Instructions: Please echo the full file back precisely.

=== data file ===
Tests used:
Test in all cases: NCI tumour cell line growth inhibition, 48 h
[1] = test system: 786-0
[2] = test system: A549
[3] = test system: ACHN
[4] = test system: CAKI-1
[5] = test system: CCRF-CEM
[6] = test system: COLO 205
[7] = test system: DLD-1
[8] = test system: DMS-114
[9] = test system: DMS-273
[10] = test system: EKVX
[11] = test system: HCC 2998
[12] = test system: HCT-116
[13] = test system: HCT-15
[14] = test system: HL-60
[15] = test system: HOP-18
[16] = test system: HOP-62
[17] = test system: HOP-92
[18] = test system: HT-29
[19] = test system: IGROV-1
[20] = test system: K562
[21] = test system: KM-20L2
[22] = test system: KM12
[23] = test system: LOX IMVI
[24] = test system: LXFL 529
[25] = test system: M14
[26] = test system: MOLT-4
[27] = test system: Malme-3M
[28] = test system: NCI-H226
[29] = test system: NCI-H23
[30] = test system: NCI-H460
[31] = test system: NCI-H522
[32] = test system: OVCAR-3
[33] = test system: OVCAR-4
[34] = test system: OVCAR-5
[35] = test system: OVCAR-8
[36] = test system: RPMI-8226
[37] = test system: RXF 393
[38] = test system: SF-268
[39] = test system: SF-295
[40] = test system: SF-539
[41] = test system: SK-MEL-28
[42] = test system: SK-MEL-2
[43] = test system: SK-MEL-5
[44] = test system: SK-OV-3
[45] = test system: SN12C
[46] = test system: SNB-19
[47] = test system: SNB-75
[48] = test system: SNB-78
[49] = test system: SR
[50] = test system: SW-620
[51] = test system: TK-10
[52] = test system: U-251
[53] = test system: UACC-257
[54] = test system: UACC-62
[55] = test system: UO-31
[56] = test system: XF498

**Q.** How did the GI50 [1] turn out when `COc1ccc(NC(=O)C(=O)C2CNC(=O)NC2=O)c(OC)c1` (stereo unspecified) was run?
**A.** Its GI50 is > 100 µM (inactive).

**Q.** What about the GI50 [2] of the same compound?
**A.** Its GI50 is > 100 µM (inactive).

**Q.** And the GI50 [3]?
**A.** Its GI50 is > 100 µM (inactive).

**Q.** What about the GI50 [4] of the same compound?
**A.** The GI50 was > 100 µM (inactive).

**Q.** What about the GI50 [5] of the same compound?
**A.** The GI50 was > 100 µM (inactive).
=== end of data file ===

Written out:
Tests used:
Test in all cases: NCI tumour cell line growth inhibition, 48 h
[1] = test system: 786-0
[2] = test system: A549
[3] = test system: ACHN
[4] = test system: CAKI-1
[5] = test system: CCRF-CEM
[6] = test system: COLO 205
[7] = test system: DLD-1
[8] = test system: DMS-114
[9] = test system: DMS-273
[10] = test system: EKVX
[11] = test system: HCC 2998
[12] = test system: HCT-116
[13] = test system: HCT-15
[14] = test system: HL-60
[15] = test system: HOP-18
[16] = test system: HOP-62
[17] = test system: HOP-92
[18] = test system: HT-29
[19] = test system: IGROV-1
[20] = test system: K562
[21] = test system: KM-20L2
[22] = test system: KM12
[23] = test system: LOX IMVI
[24] = test system: LXFL 529
[25] = test system: M14
[26] = test system: MOLT-4
[27] = test system: Malme-3M
[28] = test system: NCI-H226
[29] = test system: NCI-H23
[30] = test system: NCI-H460
[31] = test system: NCI-H522
[32] = test system: OVCAR-3
[33] = test system: OVCAR-4
[34] = test system: OVCAR-5
[35] = test system: OVCAR-8
[36] = test system: RPMI-8226
[37] = test system: RXF 393
[38] = test system: SF-268
[39] = test system: SF-295
[40] = test system: SF-539
[41] = test system: SK-MEL-28
[42] = test system: SK-MEL-2
[43] = test system: SK-MEL-5
[44] = test system: SK-OV-3
[45] = test system: SN12C
[46] = test system: SNB-19
[47] = test system: SNB-75
[48] = test system: SNB-78
[49] = test system: SR
[50] = test system: SW-620
[51] = test system: TK-10
[52] = test system: U-251
[53] = test system: UACC-257
[54] = test system: UACC-62
[55] = test system: UO-31
[56] = test system: XF498

**Q.** How did the GI50 [1] turn out when `COc1ccc(NC(=O)C(=O)C2CNC(=O)NC2=O)c(OC)c1` (stereo unspecified) was run?
**A.** Its GI50 is > 100 µM (inactive).

**Q.** What about the GI50 [2] of the same compound?
**A.** Its GI50 is > 100 µM (inactive).

**Q.** And the GI50 [3]?
**A.** Its GI50 is > 100 µM (inactive).

**Q.** What about the GI50 [4] of the same compound?
**A.** The GI50 was > 100 µM (inactive).

**Q.** What about the GI50 [5] of the same compound?
**A.** The GI50 was > 100 µM (inactive).